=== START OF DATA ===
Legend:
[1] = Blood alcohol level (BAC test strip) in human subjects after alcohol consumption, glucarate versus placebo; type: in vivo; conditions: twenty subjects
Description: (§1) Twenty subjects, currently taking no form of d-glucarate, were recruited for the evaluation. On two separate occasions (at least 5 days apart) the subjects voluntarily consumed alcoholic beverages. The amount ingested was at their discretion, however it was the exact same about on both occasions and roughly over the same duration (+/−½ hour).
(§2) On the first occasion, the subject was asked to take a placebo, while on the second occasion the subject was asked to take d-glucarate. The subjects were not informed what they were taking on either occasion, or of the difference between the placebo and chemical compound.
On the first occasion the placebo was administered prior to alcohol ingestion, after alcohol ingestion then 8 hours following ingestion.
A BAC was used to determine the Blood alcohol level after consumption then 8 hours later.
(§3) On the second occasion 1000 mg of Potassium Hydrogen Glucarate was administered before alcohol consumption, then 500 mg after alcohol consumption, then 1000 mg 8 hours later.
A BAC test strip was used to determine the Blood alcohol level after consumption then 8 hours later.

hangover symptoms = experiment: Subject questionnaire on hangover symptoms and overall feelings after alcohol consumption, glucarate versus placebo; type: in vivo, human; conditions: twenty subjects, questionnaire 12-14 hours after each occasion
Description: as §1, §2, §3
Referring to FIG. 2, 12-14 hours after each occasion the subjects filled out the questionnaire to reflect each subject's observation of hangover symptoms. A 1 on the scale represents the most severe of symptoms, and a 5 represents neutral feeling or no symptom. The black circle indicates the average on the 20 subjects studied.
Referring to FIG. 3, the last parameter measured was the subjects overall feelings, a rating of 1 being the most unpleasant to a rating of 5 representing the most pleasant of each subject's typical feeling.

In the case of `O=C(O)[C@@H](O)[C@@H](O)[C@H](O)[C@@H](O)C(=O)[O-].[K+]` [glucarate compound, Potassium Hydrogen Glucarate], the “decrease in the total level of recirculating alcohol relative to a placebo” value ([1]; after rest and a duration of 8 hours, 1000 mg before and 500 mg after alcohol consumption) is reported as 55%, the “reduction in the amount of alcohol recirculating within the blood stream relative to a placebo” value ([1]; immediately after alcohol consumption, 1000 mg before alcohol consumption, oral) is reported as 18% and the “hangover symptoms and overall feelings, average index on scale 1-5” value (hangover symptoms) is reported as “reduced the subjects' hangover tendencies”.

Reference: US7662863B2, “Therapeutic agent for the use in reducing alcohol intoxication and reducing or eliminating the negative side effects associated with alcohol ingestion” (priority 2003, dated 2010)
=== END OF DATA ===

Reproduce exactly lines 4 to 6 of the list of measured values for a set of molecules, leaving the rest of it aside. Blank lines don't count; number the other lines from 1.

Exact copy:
(§2) On the first occasion, the subject was asked to take a placebo, while on the second occasion the subject was asked to take d-glucarate. The subjects were not informed what they were taking on either occasion, or of the difference between the placebo and chemical compound.
On the first occasion the placebo was administered prior to alcohol ingestion, after alcohol ingestion then 8 hours following ingestion.
A BAC was used to determine the Blood alcohol level after consumption then 8 hours later.